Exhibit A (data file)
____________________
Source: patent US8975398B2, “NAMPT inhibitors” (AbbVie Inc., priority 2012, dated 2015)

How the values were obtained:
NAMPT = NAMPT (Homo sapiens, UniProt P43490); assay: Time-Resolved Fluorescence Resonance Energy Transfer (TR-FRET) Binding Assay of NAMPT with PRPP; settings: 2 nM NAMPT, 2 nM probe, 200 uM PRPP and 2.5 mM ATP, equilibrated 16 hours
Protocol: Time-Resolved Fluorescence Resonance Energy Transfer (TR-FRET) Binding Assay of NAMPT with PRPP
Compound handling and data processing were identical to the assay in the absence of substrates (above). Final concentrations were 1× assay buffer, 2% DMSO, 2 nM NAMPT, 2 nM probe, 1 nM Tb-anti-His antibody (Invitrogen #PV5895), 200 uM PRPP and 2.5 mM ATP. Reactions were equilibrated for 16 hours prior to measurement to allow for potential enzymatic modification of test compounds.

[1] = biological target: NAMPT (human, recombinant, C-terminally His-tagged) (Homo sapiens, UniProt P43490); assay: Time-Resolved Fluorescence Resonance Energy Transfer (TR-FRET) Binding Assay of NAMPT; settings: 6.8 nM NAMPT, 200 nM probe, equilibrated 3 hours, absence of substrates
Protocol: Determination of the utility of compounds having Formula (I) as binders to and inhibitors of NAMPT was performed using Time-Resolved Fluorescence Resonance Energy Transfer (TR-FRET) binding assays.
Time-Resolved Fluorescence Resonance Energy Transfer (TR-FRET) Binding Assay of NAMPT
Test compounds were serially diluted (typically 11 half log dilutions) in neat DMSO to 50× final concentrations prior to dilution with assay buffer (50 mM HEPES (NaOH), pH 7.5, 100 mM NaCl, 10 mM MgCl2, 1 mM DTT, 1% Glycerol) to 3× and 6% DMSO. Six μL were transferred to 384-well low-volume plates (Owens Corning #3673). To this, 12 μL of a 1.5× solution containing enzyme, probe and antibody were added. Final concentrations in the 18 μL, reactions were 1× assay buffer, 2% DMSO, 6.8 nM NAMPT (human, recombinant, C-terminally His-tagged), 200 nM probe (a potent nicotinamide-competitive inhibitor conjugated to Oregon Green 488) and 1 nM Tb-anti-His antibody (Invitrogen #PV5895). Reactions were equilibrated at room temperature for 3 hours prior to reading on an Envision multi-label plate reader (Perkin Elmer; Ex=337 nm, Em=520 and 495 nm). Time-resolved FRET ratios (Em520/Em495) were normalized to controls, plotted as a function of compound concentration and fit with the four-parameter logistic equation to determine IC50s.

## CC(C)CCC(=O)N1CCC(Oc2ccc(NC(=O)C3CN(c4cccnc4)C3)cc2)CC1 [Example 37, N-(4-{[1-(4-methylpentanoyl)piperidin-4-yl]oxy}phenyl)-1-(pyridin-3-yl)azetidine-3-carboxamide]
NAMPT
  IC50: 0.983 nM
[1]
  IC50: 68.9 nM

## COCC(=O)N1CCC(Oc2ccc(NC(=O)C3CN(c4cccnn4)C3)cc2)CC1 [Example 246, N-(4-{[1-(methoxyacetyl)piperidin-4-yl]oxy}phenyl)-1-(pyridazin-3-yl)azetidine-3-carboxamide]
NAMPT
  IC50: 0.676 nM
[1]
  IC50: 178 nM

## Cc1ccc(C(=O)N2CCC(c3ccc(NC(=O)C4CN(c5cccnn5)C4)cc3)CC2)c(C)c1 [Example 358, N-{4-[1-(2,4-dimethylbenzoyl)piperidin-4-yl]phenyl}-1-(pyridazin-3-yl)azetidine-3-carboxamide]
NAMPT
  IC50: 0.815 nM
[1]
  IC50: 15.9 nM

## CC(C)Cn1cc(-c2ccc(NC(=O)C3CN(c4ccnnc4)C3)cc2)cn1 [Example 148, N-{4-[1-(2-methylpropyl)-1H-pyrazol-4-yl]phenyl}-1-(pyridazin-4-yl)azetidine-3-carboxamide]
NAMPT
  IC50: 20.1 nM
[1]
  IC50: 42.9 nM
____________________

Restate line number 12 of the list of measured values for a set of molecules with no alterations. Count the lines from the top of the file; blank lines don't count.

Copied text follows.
  IC50: 0.983 nM